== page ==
802.11b is also being used for larger applications, like establishing city-wide networks for ISP's... instead of worrying about buying a cable modem, and wiring your computer up, you can just plug in a card, and aim an antenna towards the nearest tower. These services are generally not free; it costs approx. the same as a cable modem...

Lastly, as you may have heard, there is a new technology called Airport Extreme, which in PC lingo is 802.11g. It's about 5 times faster, which is currently only useful for large file transfers between computers (internet connections simply aren't fast enough to take advantage of speed improvements here). It's backwards-compatable with 802.11b, simply reducing the connection to the slower speed.

:)
pnw

jaguarx
Jan 19, 2003, 03:17 PM
Rendezvous is meant to be transparant - that is the entire point, thus if you haven't seen it, it's probably doing a good job ;)

MacsRgr8
Jan 19, 2003, 03:25 PM
:confused: What does Rendezvous have to do with USB, or Bluetooth etc?

Rendezvous is Apple's interpretation of the open source Zero Conf. Zero Conf enables you to create a TCP/IP network without any kind of manual configuration (=0-configuration).
So every TCP/IP device gets an IP address in the 169.254.xxx.xxx range (if default configurered via DHCP = out of the box), with a 255.255.0.0 subnet. So these devices will "see" eachother on a network, without you having to know how it works! Just like AppleTalk did: just hook it up, and you will be able to see the other device in your chooser.
It really is a great piece of software engineering.

strider42
Jan 19, 2003, 03:30 PM
Originally posted by MacsRgr8
Bluetooth = wireless USB
Airport = wireless Ethernet
Rendezvous = network (TCP/IP) made a lot easier (made to look alot like AppleTalk)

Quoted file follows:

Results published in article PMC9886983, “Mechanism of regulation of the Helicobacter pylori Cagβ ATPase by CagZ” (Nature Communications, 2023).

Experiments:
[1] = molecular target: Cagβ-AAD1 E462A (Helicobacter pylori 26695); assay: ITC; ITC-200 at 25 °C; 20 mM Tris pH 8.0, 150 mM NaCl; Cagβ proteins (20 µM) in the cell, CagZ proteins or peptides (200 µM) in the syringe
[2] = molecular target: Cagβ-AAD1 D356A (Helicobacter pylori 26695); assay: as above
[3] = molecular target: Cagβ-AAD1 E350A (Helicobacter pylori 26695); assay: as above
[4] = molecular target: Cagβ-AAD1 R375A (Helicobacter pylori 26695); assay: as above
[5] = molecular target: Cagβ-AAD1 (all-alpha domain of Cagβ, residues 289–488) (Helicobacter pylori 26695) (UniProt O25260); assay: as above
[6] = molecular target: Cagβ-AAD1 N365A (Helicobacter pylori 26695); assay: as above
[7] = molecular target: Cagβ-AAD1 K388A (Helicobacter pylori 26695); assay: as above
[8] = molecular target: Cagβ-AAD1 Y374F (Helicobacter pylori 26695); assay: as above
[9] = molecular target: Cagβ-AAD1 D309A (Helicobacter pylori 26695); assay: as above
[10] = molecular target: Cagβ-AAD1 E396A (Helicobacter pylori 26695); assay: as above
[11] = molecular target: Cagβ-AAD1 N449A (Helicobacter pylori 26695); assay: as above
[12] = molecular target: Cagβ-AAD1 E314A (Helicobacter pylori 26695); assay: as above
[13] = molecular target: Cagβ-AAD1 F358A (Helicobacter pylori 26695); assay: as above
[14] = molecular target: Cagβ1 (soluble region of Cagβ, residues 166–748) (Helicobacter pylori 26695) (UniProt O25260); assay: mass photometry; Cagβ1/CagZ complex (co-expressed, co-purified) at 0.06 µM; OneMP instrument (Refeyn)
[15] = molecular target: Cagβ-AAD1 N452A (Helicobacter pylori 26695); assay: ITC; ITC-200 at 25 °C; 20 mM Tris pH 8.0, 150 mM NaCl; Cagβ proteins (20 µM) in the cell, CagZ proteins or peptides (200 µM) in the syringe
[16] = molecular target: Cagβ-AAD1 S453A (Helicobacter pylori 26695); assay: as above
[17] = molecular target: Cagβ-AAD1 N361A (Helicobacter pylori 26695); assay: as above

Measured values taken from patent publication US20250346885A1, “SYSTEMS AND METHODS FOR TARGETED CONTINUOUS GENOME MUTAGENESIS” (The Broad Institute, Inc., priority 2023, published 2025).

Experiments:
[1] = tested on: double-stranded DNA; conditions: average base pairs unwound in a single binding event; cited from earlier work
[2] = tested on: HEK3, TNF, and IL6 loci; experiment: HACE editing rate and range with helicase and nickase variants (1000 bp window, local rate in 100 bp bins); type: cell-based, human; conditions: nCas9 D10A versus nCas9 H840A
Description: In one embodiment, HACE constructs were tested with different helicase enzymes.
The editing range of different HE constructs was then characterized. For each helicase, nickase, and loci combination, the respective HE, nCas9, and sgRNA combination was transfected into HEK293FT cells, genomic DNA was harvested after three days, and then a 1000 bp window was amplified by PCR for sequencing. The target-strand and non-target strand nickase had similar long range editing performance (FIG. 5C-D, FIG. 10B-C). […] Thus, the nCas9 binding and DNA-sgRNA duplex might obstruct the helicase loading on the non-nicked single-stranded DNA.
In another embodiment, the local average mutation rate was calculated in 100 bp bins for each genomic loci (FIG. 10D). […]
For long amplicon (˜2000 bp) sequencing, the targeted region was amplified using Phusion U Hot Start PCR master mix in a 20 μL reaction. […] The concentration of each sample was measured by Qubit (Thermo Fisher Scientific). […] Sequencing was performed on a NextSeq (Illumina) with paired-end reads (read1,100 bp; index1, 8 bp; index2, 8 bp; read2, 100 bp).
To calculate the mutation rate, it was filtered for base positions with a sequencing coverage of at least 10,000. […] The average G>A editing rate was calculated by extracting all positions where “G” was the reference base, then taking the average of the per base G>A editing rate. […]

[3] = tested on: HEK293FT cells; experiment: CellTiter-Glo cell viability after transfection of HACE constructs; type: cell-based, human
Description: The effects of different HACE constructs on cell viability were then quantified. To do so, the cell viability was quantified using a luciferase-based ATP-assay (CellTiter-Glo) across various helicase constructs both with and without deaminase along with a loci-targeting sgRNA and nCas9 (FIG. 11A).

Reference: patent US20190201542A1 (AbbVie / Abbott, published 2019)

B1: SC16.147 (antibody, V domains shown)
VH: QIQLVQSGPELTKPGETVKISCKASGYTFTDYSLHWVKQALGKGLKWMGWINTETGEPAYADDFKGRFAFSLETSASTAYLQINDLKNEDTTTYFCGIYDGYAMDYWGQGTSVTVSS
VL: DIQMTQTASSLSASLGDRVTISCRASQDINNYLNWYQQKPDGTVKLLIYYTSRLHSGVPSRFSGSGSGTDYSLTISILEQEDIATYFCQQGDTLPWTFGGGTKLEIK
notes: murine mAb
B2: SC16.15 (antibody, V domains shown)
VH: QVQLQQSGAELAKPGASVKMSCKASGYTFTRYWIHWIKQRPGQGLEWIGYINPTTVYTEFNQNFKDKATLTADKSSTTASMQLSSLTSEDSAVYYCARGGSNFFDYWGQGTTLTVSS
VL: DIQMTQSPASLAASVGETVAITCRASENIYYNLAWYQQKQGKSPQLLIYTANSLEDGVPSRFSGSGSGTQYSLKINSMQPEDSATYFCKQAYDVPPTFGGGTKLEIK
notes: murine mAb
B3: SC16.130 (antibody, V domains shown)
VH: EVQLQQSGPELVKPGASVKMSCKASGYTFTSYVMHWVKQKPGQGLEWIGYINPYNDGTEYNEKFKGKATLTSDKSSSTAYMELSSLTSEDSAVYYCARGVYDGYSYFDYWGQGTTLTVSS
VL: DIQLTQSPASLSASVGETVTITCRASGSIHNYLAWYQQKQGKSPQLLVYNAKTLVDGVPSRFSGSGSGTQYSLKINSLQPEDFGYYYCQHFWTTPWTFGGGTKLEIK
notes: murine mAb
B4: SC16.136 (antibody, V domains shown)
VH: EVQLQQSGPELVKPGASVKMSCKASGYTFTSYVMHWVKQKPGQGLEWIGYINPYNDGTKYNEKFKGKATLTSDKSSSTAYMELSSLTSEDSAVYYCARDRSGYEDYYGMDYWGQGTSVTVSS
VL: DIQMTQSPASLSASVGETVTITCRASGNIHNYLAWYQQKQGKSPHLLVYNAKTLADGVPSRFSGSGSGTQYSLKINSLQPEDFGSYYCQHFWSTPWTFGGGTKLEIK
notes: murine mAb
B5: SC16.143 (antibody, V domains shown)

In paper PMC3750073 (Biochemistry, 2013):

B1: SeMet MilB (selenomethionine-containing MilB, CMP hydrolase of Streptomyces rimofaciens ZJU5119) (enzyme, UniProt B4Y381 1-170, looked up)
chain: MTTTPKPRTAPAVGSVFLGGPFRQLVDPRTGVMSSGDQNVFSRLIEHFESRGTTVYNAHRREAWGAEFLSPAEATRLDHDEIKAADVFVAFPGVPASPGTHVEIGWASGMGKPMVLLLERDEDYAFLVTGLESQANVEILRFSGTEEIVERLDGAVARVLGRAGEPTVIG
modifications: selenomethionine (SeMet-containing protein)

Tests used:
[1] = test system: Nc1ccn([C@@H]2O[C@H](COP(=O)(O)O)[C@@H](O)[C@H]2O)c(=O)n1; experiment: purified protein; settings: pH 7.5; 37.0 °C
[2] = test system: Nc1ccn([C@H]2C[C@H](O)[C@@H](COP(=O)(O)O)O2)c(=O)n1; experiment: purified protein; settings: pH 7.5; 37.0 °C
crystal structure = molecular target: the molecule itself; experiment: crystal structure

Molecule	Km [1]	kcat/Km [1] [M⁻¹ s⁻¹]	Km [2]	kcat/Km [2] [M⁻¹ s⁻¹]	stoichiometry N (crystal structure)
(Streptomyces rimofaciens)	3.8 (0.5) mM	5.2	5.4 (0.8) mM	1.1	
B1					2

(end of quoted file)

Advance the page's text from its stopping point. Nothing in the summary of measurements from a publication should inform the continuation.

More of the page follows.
Bluetooth: connect low-speed peripherals (mouse, keyboard, cellphone, scanner, printer)
Airport: connect networking devices (Macs, PCs, Hubs)
Rendezvous: Attempt to make networking easy enough to use at home. No problems setting up IP network. Just hook 'em up, and go! (Macs, printers, file sharing)

Just to be difficult, bluetoth is probably closer to being a wireless version of the old ADB connection than USB, since bluetooth is more than 11 times slower than USB.

And comparing airport to wireless ethernet is probably the closest analogy. its certainly nowhere near being anything like firewire, either in terms of speed or what it can do.

MacsRgr8
Jan 19, 2003, 03:40 PM
Originally posted by strider42


Just to be difficult, bluetoth is probably closer to being a wireless version of the old ADB connection than USB, since bluetooth is more than 11 times slower than USB.

And comparing airport to wireless ethernet is probably the closest analogy. its certainly nowhere near being anything like firewire, either in terms of speed or what it can do.

Exactly.
Even more so: Bluetooth works in "pairs", so I'm not sure what will happen if you have one Bluetooth adapter but multiple Bluetooth devices. USB alows the use of hubs (I'm not sure about ADB), but Bluetooth? dunno... :rolleyes: